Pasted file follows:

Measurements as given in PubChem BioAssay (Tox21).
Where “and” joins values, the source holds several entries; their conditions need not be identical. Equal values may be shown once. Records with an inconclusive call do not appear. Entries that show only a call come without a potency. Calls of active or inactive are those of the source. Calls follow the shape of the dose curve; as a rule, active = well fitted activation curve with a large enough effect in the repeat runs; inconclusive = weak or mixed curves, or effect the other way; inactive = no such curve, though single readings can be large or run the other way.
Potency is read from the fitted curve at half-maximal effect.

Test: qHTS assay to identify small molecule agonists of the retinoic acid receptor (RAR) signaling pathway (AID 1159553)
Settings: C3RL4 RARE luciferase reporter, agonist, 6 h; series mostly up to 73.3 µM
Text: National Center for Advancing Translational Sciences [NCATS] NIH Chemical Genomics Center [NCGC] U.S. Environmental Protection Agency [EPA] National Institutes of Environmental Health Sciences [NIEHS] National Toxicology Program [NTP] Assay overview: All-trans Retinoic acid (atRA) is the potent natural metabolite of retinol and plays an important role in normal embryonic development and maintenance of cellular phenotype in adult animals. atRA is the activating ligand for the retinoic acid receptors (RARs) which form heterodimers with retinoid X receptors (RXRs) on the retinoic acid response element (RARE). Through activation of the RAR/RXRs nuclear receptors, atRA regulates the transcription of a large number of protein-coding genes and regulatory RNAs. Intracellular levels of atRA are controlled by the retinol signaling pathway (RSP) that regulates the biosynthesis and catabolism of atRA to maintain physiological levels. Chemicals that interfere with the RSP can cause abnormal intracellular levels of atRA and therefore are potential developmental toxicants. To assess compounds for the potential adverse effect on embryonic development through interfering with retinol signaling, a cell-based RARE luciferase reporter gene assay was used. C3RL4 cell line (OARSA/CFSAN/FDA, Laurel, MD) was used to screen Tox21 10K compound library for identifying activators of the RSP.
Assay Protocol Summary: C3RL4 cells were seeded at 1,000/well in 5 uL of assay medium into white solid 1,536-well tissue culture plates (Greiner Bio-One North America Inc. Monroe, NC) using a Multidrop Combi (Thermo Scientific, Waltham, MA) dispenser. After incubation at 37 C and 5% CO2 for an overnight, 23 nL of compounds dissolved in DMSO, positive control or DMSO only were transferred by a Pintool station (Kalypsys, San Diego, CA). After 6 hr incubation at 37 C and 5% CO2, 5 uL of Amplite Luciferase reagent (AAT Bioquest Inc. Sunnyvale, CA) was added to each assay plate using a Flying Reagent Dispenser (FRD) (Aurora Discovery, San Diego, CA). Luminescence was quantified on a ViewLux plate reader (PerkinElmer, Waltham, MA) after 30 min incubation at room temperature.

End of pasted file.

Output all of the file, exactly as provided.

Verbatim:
Measurements as given in PubChem BioAssay (Tox21).
Where “and” joins values, the source holds several entries; their conditions need not be identical. Equal values may be shown once. Records with an inconclusive call do not appear. Entries that show only a call come without a potency. Calls of active or inactive are those of the source. Calls follow the shape of the dose curve; as a rule, active = well fitted activation curve with a large enough effect in the repeat runs; inconclusive = weak or mixed curves, or effect the other way; inactive = no such curve, though single readings can be large or run the other way.
Potency is read from the fitted curve at half-maximal effect.

Test: qHTS assay to identify small molecule agonists of the retinoic acid receptor (RAR) signaling pathway (AID 1159553)
Settings: C3RL4 RARE luciferase reporter, agonist, 6 h; series mostly up to 73.3 µM
Text: National Center for Advancing Translational Sciences [NCATS] NIH Chemical Genomics Center [NCGC] U.S. Environmental Protection Agency [EPA] National Institutes of Environmental Health Sciences [NIEHS] National Toxicology Program [NTP] Assay overview: All-trans Retinoic acid (atRA) is the potent natural metabolite of retinol and plays an important role in normal embryonic development and maintenance of cellular phenotype in adult animals. atRA is the activating ligand for the retinoic acid receptors (RARs) which form heterodimers with retinoid X receptors (RXRs) on the retinoic acid response element (RARE). Through activation of the RAR/RXRs nuclear receptors, atRA regulates the transcription of a large number of protein-coding genes and regulatory RNAs. Intracellular levels of atRA are controlled by the retinol signaling pathway (RSP) that regulates the biosynthesis and catabolism of atRA to maintain physiological levels. Chemicals that interfere with the RSP can cause abnormal intracellular levels of atRA and therefore are potential developmental toxicants. To assess compounds for the potential adverse effect on embryonic development through interfering with retinol signaling, a cell-based RARE luciferase reporter gene assay was used. C3RL4 cell line (OARSA/CFSAN/FDA, Laurel, MD) was used to screen Tox21 10K compound library for identifying activators of the RSP.
Assay Protocol Summary: C3RL4 cells were seeded at 1,000/well in 5 uL of assay medium into white solid 1,536-well tissue culture plates (Greiner Bio-One North America Inc. Monroe, NC) using a Multidrop Combi (Thermo Scientific, Waltham, MA) dispenser. After incubation at 37 C and 5% CO2 for an overnight, 23 nL of compounds dissolved in DMSO, positive control or DMSO only were transferred by a Pintool station (Kalypsys, San Diego, CA). After 6 hr incubation at 37 C and 5% CO2, 5 uL of Amplite Luciferase reagent (AAT Bioquest Inc. Sunnyvale, CA) was added to each assay plate using a Flying Reagent Dispenser (FRD) (Aurora Discovery, San Diego, CA). Luminescence was quantified on a ViewLux plate reader (PerkinElmer, Waltham, MA) after 30 min incubation at room temperature.